Call it a symptom of 21st-century marriage, but San Jose City Councilgal Cindy Chavez and her husband, Mike Potter, still don't know what to name their soon-to-be-born son. That is, they're still not sure what the baby's first and last name should be. Since the lovebirds have different last names there are two possibilities of the hyphenated variety. But that raises another question: Whose name would come first--Mike or Cindy's? Chavez-Potter. Potter-Chavez. Certainly, other great duos must have had similar discussions over who should get top billing. But right now hubby Mike doesn't want to figure it all out right now--he's too busy renovating the room where Baby Doe will sleep and play. "I'm more concerned," grumbles Potter, an aide to state Sen. Byron Sher, "about getting the baby's room ready than what we'll name it later."

Phone Tag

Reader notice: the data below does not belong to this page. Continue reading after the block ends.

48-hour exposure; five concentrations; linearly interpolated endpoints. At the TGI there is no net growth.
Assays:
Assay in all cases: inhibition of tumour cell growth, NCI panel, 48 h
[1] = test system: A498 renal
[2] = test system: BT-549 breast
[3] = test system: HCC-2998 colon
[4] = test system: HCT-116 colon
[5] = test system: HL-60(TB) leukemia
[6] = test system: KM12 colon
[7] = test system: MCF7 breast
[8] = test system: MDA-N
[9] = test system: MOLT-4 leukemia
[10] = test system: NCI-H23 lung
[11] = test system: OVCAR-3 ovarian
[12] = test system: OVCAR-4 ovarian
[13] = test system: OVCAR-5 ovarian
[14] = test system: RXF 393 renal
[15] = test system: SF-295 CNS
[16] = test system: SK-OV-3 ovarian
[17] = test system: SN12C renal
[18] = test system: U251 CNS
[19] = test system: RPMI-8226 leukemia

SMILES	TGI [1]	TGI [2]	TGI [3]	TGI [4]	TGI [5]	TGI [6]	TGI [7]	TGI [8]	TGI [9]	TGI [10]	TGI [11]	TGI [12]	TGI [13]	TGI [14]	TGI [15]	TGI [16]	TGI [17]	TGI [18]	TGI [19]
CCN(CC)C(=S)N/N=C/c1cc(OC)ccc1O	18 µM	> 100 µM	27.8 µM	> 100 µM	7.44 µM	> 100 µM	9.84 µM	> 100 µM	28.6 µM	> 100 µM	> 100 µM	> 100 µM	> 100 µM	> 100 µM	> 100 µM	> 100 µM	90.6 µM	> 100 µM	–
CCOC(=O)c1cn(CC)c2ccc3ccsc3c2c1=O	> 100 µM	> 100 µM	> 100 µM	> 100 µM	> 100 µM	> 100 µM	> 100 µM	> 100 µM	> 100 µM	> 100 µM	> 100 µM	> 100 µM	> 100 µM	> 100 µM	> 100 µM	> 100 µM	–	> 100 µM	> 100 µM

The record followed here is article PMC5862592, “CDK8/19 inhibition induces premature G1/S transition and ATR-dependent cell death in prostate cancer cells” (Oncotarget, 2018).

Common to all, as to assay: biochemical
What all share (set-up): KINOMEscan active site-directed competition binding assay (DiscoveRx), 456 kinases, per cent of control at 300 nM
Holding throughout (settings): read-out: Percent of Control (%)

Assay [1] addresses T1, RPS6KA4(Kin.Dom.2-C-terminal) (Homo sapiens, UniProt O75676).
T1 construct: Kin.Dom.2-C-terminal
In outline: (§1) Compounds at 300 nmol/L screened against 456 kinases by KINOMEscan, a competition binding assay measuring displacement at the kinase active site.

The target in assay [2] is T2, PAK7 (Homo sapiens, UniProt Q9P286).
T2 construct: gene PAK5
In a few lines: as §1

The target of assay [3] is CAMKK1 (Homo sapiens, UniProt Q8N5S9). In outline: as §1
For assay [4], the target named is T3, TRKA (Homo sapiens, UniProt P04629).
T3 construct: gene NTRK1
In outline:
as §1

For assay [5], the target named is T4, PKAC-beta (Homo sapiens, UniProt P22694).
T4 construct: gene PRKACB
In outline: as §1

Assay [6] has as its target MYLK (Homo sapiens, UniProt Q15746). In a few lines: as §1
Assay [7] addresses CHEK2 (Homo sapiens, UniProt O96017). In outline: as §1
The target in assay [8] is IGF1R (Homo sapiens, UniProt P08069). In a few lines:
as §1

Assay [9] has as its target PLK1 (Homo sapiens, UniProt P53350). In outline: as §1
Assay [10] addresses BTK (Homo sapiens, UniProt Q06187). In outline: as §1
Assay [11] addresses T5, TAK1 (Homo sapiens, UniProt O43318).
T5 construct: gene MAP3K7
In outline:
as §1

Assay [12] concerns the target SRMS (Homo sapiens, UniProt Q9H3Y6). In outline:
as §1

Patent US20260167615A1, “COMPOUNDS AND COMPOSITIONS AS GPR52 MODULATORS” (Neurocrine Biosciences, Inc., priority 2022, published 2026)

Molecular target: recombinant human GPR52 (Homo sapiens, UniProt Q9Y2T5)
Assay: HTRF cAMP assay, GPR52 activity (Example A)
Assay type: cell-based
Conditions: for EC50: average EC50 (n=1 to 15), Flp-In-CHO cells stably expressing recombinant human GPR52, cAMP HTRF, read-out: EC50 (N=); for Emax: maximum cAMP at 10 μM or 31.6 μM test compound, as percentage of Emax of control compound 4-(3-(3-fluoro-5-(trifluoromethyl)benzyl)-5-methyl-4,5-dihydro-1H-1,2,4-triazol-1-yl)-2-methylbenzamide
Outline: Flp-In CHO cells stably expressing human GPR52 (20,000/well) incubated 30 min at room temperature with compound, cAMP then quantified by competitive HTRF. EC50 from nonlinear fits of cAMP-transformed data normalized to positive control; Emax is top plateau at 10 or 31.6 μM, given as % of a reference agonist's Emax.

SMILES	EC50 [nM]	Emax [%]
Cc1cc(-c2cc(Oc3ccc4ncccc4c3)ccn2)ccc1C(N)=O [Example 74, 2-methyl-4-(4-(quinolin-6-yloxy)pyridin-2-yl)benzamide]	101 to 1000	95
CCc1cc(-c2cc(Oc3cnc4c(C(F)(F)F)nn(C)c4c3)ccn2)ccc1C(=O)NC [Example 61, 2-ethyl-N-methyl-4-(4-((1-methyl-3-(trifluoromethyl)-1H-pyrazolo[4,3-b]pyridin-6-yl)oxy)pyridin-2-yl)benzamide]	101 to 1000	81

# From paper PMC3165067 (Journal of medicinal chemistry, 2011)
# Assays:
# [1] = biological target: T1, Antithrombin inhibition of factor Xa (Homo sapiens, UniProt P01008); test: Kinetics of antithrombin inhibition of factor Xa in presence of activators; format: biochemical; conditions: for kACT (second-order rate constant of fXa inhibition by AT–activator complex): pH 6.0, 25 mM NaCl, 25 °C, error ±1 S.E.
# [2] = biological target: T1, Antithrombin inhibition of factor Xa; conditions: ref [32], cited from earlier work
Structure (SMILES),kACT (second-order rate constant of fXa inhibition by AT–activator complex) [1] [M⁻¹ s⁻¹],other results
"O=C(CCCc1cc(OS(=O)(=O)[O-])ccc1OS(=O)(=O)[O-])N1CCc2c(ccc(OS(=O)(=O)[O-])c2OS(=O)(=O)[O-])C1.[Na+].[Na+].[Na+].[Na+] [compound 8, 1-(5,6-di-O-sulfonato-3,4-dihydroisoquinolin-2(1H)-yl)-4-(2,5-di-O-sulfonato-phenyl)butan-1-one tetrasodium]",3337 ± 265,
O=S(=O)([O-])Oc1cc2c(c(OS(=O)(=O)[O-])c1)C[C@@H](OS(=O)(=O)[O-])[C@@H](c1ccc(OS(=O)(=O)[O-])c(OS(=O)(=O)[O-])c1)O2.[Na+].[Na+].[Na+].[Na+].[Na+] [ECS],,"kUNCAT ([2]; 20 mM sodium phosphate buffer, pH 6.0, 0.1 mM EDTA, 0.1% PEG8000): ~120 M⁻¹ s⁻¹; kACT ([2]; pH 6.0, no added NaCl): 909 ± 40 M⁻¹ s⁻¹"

Got your May 2001 Pacific Bell Yellow Pages? Good. Turn to page 14 of the A-L book, which lists government officials with their photos. It seems not-so- recently elected Congressman Mike Honda has had some plastic surgery. And maybe some skin peels considering how pale he looks. Wait. He looks familiar. Like the guy he replaced. Hey, that is the guy he replaced--Republican Tom Campbell in all his eggheaded, fair-haired glory. But the shots accompanying the name, address and telephone listings for "federal and state elected officials in your directory coverage area" are topped by a disclaimer stating, "All information in this section was accurate at the time of publication." Honda, of course, took office at the beginning of the year. ... Curious as to Honda's whereabouts, Eye called the state's leader in telephone service. One hour and nine service-friendly phone referrals later, Dave Trussell of Pac Bell's Directory Marketing Unit in Los Angeles insisted the goof-up wasn't the phone company's fault. "It's the responsibility of newly elected officials to inform us of changes," Trussell sniffs. Honda's district director Meri Maben agreed--up to a point. "It's the House Communications Office in Washington that informs Pac Bell of changes. And our local office did get a call from Pac Bell confirming the number we'd given the House," says Maben. ... But when Honda opened up his San Jose office in January constituents complained they were having trouble getting through. "They'd call 411 and be given Campbell's number instead," Maben smirks. Frustrated, Maben called Victor Arranaga, Pac Bell's San Jose-based man in charge of sucking up to public officials. "He told us Pac Bell was 'working' on it, and the problem originated in Washington," Maben says. So how come the phone books got messed up, too? "All orders are placed by Congress. We went by the information sent us," Arranaga explains. Hmmm. Will Honda get a free listing in April 2002? Will 411 calls to his number be free of charge? ... By the by, the White Pages list both Campbell and Honda as reps. But if you really want to complain to your congressman, ignore the Campbell listing.